The last week has seen a flurry of activity around topics related to automated content moderation and product design as well as ways to develop communities and keep them engaged. The many news stories and reports that have been discussed are a treasure trove of best practices we can learn from, including:

  • Twitch’s decision to amp up its live-streaming moderation and establish a “three strikes” rule before suspending a streamer’s channel
  • Microsoft’s testing of new content filters for its Xbox Live messaging system as a way to reduce the amount of toxicity on its platform
  • The Telegraph’s ability to achieve a 49% growth in subscriptions by optimizing its homepage

To continue learning and staying up-to-date with the latest and greatest industry news from the past week, read on.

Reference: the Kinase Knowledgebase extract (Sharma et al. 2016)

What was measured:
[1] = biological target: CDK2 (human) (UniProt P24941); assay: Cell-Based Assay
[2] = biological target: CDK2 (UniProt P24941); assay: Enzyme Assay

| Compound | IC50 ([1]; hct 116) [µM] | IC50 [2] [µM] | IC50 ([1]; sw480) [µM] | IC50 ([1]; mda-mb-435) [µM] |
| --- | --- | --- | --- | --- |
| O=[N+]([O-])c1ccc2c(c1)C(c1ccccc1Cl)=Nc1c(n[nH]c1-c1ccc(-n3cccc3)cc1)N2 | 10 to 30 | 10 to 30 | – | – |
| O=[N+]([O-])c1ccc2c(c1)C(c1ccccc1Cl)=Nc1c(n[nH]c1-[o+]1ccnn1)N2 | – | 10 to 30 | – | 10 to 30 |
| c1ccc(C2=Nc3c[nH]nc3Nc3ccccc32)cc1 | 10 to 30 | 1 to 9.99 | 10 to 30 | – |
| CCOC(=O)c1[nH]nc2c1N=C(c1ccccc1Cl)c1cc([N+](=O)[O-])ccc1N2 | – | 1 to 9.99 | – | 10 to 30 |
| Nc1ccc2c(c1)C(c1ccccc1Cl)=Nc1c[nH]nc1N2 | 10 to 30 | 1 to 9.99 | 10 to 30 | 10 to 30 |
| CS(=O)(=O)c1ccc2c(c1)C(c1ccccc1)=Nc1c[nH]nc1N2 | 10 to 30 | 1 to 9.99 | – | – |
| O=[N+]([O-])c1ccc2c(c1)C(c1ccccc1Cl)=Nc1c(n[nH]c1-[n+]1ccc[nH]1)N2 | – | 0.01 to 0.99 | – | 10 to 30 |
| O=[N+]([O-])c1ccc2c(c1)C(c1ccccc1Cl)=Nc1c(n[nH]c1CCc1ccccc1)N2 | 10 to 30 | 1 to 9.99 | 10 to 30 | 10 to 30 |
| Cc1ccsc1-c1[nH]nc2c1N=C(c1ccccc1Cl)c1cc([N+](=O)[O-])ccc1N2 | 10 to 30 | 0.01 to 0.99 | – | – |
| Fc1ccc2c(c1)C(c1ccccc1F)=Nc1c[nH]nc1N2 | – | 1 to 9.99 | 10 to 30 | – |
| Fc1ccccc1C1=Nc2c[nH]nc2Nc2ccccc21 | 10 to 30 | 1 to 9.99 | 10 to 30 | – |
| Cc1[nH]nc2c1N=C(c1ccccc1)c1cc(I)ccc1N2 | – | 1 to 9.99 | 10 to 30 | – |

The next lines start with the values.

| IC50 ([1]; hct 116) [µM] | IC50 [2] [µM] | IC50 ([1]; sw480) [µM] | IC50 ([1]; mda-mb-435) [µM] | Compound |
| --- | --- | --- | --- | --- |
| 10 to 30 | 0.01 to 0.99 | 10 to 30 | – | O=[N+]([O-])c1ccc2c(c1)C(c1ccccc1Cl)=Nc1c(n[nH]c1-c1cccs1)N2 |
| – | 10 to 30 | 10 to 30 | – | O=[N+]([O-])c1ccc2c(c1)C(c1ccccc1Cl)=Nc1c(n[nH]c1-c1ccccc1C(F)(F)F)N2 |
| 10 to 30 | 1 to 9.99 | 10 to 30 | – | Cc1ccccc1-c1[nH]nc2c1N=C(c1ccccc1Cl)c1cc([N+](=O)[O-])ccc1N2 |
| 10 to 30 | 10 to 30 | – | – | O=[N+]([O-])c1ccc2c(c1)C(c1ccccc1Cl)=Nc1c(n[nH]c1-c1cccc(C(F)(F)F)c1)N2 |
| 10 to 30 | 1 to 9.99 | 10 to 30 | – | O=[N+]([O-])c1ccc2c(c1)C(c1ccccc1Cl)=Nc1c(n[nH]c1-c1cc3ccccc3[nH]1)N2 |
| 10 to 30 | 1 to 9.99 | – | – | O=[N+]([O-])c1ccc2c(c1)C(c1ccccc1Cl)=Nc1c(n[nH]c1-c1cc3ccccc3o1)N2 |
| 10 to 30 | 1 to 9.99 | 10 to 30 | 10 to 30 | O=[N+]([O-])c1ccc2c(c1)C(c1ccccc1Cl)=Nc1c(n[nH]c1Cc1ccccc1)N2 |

Content Filtering and Moderation Reaches a New Level (for Some)

Content filtering and moderating live-streamed content have significantly evolved over the years. Twitch, one of the most popular video live-streaming services in the world, is leading the charge by providing a space for online communities to develop in a positive way. CEO Emmett Shear has been a big proponent of stream moderation as a way to empower streamers in creating the type of community they want. 

Twitch isn’t an “anything goes” type of platform. It’s very explicitly not a free speech platform, which differs from Twitch’s competitors. Shear says, “We’re a community. And communities have standards for how you have to behave inside that community. And so we think that it’s not anything goes.” 

When it comes to the digital world, community guidelines need to be set and enforced to keep platforms safe and productive.